UPDATE 8/29/2011: I’ve seen the movie—with my grandmother and other women of her generation who were ‘The Help’—and after a post-film discussion with them, I still stand by everything I said below. Listen to their experiences.
I came away from the book with a different take.Â Here are some things I plan to keep in mind when I see the movie:Since the movieâ€™s release on Aug. 10, there has been an abundance of criticism about The Help.Â The first outcry of historical and cultural inaccuracy I read came from The Association of Black Women Historians.Â They saw the maids as â€œa resurrection of Mammy,â€ and they had a problem with the absence of the Civil Rights Movement, among several other issues.
- As with any film, the director and producers are the ones who decide what story is told.Â Itâ€™s their baby, not yours.Â The movie The Help is written and directed by Tate Taylor, a white man who is also a long-time friend of the bookâ€™s author, Kathryn Stockett.Â Like Stockett, Taylor was raised in Mississippi by black women.Â He said in an interview with Script magazine that he didnâ€™t want to write â€œa civil rights movie.â€Â He wanted the movie to be about relationships.Â As a white man who was a white child during the Civil Rights Movement, maybe he felt a civil rights story was one he couldnâ€™t tell.Â He was privy to his relationship with his caretaker, not her activism, which may not have existed.Â Maybe he came at it from a marketing angle and knew what my first screenwriting teacher at UCLA told me as I wrote my first female-bonding chick flick: Movies about relationships between women are rare, but when theyâ€™re released, they are wildly popular.Â I donâ€™t think either of those reasons is true, but even if they are, itâ€™s his movie.Â I have realized that I will have to write, and probably fund, the plays and movies I want to see.Â (Side note: This, of course, has never stopped me from criticizing Tyler Perry.Â But I can no longer figure out if he writes the movies he wants to see or if he writes what he thinks his fans want to see.)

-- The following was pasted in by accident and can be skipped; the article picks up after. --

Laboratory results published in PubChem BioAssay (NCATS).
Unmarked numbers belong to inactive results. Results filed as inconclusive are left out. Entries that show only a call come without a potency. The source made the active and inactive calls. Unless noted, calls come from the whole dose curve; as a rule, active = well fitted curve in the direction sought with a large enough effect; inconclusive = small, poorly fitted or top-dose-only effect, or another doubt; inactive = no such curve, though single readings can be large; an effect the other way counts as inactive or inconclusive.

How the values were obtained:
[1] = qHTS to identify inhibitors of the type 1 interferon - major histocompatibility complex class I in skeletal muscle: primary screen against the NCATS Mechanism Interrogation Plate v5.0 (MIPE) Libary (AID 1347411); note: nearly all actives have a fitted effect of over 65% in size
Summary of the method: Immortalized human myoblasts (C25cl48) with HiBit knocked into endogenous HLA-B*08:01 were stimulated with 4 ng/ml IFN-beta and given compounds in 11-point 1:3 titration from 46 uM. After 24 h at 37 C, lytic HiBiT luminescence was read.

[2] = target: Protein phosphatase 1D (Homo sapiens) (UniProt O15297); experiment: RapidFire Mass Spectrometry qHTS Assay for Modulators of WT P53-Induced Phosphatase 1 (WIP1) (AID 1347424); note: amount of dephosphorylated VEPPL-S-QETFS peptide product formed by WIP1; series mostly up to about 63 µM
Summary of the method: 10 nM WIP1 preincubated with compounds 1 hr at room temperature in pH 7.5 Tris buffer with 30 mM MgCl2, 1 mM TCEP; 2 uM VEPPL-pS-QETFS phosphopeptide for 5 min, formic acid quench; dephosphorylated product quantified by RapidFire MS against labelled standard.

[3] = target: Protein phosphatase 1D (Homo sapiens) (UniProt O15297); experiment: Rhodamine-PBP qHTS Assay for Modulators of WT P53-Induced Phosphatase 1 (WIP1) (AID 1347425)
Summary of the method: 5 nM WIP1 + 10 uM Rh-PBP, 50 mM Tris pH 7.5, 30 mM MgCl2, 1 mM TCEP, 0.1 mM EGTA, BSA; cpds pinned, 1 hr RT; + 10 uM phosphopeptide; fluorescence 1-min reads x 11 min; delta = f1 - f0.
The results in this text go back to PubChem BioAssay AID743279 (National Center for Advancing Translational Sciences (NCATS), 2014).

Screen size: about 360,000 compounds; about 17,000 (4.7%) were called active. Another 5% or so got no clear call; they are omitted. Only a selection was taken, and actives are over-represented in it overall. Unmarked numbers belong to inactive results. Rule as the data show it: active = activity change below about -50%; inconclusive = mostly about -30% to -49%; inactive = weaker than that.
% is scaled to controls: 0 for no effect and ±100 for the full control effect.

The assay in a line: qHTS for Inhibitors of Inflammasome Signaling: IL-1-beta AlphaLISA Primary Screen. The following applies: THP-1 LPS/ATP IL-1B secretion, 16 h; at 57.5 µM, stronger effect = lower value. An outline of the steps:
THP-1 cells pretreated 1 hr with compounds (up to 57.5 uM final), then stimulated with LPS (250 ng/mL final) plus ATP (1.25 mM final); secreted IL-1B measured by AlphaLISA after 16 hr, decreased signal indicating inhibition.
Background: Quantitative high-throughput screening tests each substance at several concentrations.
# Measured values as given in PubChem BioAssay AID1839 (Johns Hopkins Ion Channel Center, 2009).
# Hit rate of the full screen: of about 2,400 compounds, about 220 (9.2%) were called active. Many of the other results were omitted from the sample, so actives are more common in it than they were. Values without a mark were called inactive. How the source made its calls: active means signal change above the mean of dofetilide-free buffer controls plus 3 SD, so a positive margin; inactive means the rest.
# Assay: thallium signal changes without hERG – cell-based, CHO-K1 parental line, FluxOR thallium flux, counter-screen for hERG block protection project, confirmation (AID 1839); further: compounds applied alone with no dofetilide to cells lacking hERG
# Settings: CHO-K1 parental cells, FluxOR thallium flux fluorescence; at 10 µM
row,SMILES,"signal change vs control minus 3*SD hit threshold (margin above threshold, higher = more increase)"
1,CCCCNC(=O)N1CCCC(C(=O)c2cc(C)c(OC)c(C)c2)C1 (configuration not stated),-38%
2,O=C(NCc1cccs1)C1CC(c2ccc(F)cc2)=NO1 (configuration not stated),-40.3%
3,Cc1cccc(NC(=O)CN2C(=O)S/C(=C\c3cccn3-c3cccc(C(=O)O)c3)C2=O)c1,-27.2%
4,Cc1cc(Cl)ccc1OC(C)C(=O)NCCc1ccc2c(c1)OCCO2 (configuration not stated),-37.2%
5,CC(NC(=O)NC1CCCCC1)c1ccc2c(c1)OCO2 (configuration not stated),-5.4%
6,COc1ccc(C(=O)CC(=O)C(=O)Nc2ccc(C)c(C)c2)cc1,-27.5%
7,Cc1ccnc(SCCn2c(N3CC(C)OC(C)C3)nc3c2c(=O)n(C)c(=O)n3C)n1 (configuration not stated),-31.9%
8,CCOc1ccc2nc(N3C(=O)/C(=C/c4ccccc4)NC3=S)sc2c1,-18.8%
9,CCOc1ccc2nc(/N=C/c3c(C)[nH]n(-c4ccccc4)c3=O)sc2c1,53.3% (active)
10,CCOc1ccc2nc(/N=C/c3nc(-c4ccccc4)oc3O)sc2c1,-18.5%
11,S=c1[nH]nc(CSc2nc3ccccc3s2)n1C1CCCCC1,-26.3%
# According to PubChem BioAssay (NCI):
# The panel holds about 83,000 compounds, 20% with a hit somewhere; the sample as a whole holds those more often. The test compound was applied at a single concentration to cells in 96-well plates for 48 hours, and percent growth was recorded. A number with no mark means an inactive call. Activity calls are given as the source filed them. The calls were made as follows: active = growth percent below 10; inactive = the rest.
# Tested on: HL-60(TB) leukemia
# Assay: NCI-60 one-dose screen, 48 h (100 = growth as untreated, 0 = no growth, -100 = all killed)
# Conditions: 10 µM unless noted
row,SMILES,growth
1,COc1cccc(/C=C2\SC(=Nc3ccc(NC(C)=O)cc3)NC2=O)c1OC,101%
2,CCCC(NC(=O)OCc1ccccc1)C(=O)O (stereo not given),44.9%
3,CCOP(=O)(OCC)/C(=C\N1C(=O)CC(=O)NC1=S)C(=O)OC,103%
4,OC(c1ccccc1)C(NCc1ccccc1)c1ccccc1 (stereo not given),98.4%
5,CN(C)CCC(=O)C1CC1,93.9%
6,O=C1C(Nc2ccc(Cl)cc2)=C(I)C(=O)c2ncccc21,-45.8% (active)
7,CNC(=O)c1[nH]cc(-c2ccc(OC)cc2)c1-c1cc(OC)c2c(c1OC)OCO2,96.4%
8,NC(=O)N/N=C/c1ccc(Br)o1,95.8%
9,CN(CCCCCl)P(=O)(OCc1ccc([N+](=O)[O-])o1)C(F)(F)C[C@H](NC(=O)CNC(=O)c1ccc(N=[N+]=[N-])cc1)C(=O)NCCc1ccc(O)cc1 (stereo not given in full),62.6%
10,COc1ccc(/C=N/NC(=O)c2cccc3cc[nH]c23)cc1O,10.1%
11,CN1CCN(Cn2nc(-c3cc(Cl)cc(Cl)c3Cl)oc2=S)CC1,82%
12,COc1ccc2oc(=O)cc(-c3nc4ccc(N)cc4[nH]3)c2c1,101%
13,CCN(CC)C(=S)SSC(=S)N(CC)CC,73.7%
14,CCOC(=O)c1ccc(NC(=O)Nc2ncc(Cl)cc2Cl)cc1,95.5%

- The book is about relationships. Â It is set against the backdrop of the Civil Rights Movement in Jim Crow Mississippi, but itâ€™s not the focus of the book. Â The book is about the complicated relationships the help have with their bosses.Â The passages about whatâ€™s going on in the South and in the worldâ€”sit-ins at Woolworthâ€™s, Kingâ€™s March on Washington, the Vietnam War, President Kennedyâ€™s assassinationâ€”give you the setting.Â Itâ€™s a turbulent time, which makes the maidsâ€™ Stockholm-like situationâ€”the love they feel for the white families they work for and the suppressed desire to change their societyâ€”more tumultuous.Â Perhaps when I see the movie, Iâ€™ll think that there wasnâ€™t enough of The Movement in the film, and Iâ€™ll have a list of quick, simple ways more of the images weâ€™ve come to know from the era could be added.Â But I think the book gives it enough attention.
- Taylor would have written a four-hour epic if he had included everything in the book.Â Really.Â He tried.
- We need to stop kidding ourselves about the level of participation in The Civil Rights Movement.Â The ABWH writes that Jacksonâ€™s black communityâ€™s reaction to Medgar Eversâ€™ assassination is â€œa far cry from the courage demonstrated by the black men and women who continued his fight (emphasis mine).â€Â We like to think every black person in the nation participated in the Civil Rights Movement, but itâ€™s not true.Â In lieu of putting their lives in danger and risking all they had, most people sent money and prayers.Â We wouldnâ€™t have the rights we have today without those contributions, but letâ€™s not act like everyone braved vicious police dogs and fire hoses.
- Itâ€™s about time someone looked at the role of white women in the segregation era.Â While I guess you could pitch the novel as Mean Girls set in Jim Crow South, the individual acts of meanness at which the ABWH scoffs were what domestic workers faced every day.Â Yes, white supremacist organizations, ardent segregationists, politicians and police created the kind of walk-on-eggshells fear throughout the South that makes terrorists proud.Â But their wives and daughters controlled the household and often controlled their husbandsâ€™ actions. (What a man wonâ€™t do to please or defend his wife…) White women in the story inflicted on their household servants the every day pain that can wear a person down.Â The high position in society of the majority of those women also reveals just how systemic racism wasâ€”still isâ€”and how calculated and conspiratorial the effort to keep blacks in their place was.Â Demanding your black maid pee outside or in some place away from the whites isnâ€™t a burning cross in the yard or a bomb in a church, but the goal is the same.Â The way white women communicated their message isnâ€™t a story people are usually willing to tell, and Stockett tells it well.